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Tuesday, November 15, 2011

Is It Still Flaming Hot? - Burning - Play Review

Burning – The New Group at the Acorn Theatre in Theatre Row – Off-Broadway – New York, NY - *** (out of 5 stars)
Written by Thomas Bradshaw, Directed by Scott Elliott
Runs until Dec. 17 2011


Taboos only become taboos when a societal construct deems something so. When a unified response deems something morally reprehensible within human kind. So what happens when you have individual people who become so matter-of-fact with their urges and beliefs that they begin defying societal rules in order to satisfy ones own logic of identity?

Burning, the provocative and controversial new play by Thomas Bradshaw pokes at societal buttons in two somewhat-related stories in two different decades. In the 80’s, an established gay couple, who produce and star in Broadway shows, take in a gay teenage orphan wanna-be-actor, where the lines between servant, son, and sexual toy begin to blur. Fast forward to current times, and we see a Black painter who hides his race from the press, gets his racially shocking art pieces get misinterpreted at a Berlin gallery, winning the fans from a sibling duo of Neo-Nazis.

The premise is loaded enough, with plenty of fascinating and disturbing events and characters to explore. While the two stories are really connected with a third story, the link between the two seems more like a story contrivance than anything to further the two main stories. In fact, there’s so much going on, that this could have been easily split into two plays and had a deeper exploration behind some of the characters underlying decisions. The balance between the two plays, with wildly different tones, may help the overall epic nature of the play, but as fascinating and interesting as I could get involved in all the characters, the end left me still unconnected to several characters, including the German siblings (Drew Hildebrand and Reyna de Courcy) and the older gay theatre couple (Andrew Garman and Danny Mastrogiorgio).

When the play does work, the taboos don’t feel piled on for controversy’s sake, and the characters actually sound reasonable even while they dryly justify their actions. When the play works at its best, we get an understanding of why a character behaves and does the things they do, whether it be a need to simply satisfy human urges, or to use sexual power to advance themselves in a game of human chess.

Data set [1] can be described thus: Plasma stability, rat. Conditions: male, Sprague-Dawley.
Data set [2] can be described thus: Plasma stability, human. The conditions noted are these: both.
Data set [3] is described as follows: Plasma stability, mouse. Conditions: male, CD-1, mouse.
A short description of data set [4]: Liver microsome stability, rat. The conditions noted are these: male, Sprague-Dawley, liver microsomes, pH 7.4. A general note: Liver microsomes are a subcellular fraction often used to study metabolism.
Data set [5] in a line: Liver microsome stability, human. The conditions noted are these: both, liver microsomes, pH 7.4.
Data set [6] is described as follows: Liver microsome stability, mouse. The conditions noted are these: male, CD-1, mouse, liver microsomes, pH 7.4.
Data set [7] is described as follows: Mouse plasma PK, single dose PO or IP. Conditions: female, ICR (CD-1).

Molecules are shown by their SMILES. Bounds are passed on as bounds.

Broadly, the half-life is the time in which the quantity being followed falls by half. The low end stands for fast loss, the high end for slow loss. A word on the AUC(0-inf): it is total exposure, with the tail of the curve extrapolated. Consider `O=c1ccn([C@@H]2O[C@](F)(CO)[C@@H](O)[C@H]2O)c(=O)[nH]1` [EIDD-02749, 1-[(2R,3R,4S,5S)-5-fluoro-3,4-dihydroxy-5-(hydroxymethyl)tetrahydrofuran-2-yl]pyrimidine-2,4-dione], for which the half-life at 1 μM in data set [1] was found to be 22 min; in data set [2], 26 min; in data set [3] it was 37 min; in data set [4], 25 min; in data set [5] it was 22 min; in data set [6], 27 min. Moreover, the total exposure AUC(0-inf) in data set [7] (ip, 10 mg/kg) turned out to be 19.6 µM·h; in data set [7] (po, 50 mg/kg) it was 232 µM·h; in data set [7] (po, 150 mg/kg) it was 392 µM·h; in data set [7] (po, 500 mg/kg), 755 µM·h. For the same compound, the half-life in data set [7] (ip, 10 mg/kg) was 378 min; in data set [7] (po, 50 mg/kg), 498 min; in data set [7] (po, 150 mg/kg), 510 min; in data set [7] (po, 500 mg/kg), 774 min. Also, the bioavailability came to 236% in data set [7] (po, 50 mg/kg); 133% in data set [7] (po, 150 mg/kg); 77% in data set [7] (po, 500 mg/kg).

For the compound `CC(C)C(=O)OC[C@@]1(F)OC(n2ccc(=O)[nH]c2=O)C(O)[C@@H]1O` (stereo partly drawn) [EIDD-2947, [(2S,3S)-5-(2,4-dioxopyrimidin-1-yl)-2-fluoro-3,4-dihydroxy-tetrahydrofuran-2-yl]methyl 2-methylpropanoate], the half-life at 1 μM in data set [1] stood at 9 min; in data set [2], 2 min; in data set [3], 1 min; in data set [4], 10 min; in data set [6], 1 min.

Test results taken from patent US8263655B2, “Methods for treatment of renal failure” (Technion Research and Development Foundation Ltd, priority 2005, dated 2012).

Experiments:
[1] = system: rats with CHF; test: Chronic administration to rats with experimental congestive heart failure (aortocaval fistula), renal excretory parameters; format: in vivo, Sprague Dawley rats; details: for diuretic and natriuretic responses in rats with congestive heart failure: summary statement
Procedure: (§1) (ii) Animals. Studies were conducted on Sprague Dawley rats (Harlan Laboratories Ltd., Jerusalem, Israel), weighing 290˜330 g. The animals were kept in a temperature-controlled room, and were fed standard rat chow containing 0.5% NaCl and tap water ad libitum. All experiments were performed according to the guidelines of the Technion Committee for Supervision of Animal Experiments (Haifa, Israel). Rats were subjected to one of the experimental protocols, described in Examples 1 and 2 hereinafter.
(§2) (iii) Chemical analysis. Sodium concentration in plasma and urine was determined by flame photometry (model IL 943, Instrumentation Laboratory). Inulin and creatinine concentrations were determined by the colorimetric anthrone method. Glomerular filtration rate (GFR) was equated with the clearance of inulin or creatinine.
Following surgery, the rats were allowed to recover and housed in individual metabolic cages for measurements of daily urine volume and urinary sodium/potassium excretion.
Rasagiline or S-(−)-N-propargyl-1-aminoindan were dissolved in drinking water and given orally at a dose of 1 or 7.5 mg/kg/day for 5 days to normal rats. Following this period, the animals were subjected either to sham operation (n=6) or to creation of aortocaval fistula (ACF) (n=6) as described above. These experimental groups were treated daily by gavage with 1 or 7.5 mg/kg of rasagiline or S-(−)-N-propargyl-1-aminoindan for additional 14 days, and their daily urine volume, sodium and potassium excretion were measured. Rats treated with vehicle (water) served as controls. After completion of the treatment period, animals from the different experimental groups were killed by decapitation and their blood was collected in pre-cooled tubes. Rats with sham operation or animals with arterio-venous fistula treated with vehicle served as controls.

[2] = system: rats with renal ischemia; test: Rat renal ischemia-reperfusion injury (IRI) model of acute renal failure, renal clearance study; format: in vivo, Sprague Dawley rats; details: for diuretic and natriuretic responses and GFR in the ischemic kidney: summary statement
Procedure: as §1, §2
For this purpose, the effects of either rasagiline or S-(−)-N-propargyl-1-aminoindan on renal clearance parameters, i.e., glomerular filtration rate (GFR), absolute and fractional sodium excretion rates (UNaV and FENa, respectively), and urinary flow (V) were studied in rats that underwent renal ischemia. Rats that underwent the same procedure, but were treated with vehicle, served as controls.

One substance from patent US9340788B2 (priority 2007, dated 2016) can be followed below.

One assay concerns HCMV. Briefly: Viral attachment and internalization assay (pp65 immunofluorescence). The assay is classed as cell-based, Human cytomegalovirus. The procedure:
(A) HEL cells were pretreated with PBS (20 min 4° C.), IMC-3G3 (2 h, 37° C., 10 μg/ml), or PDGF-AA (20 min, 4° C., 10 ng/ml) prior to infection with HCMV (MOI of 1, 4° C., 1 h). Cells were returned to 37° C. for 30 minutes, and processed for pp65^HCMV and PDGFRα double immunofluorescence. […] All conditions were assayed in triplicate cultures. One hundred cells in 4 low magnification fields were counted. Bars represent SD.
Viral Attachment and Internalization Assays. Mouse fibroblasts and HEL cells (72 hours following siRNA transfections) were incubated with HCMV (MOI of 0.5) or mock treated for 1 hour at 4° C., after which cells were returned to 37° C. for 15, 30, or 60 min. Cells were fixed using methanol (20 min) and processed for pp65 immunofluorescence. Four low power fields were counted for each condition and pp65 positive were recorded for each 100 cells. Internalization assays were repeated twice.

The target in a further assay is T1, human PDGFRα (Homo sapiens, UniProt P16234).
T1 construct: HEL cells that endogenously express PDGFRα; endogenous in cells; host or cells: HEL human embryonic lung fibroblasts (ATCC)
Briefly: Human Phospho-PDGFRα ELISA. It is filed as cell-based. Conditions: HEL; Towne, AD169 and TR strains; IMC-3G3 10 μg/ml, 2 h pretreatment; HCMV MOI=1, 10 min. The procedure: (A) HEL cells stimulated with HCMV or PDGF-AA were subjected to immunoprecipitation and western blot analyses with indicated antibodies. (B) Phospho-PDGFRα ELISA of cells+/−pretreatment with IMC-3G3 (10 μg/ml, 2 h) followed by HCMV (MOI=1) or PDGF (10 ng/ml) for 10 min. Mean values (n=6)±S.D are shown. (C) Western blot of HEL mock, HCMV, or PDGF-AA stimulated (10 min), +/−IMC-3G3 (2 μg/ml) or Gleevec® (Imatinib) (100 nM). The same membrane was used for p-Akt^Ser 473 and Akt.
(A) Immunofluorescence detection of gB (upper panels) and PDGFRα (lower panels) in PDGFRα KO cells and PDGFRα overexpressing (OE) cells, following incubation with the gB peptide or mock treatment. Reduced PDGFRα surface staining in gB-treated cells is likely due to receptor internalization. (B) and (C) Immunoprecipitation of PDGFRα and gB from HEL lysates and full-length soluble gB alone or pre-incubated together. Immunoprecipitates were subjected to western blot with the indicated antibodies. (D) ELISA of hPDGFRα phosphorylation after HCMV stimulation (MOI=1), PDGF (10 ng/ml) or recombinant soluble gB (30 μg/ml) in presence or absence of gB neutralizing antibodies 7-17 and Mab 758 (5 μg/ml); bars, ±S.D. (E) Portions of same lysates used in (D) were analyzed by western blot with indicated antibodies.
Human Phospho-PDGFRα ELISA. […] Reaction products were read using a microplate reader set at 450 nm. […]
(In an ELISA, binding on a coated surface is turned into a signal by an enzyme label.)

Hunter Foster (Urinetown, Million Dollar Quartet) as the older version of the teenage boy Chris, who has now grown into a terrible actor, and Stephen Tyrone Williams (above with Doss) as Peter, the painter, are particularly convincing. Barrett Doss (as Gretchen, a German prostitute) and Larisa Polonsky (as Peter's wife) create fascinating portrayals, while Vladimir Versailles (as a relative of Peter's who meets Chris) and Evan Johnson (as the teenage orphan) bring a wonderful knowing naivety. However, the cast is wildly uneven and some seemingly in completely different plays (which in a way, they are). Was this Elliott’s intent? Maybe, as some comical moments seem to purposefully counter the mundane tone that re-affirms the matter-of-fact nature of the characters’ rationalization. The constant disrobing of characters and the amount of simulated sex becomes almost becomes a crux in the storytelling, or again, is the repetitiveness an effort to desensitize the audience?

There’s a beautiful set by Derek McLane (How To Succeed in Business, Without Really Trying, Anything Goes) that has nicely integrated lighting design by Peter Kaczorowski (Born Yesterday, Anything Goes) and video design by Wendall Harrington and Elliott manages to keep the many strands of storylines from the large ensemble cast easily separable and understandable while sharing the small stage.

While Burning has apparently been met with all sorts of strong reactions, I surprisingly found the play fascinating but never found it incendiary. I definitely did not hate it, but I never found the different stories connecting in a satisfying manner, and I'm not sure if it's because I missed some deeper level or layer, or if the play just never quite reaches the brilliancy it seems to seek. Nonetheless, for a play almost clocking in at 3 hours, I never found myself bored, though that neutral reaction may in fact inflame Bradshaw's intent.

Vance at http://tapeworthy.blogspot.com

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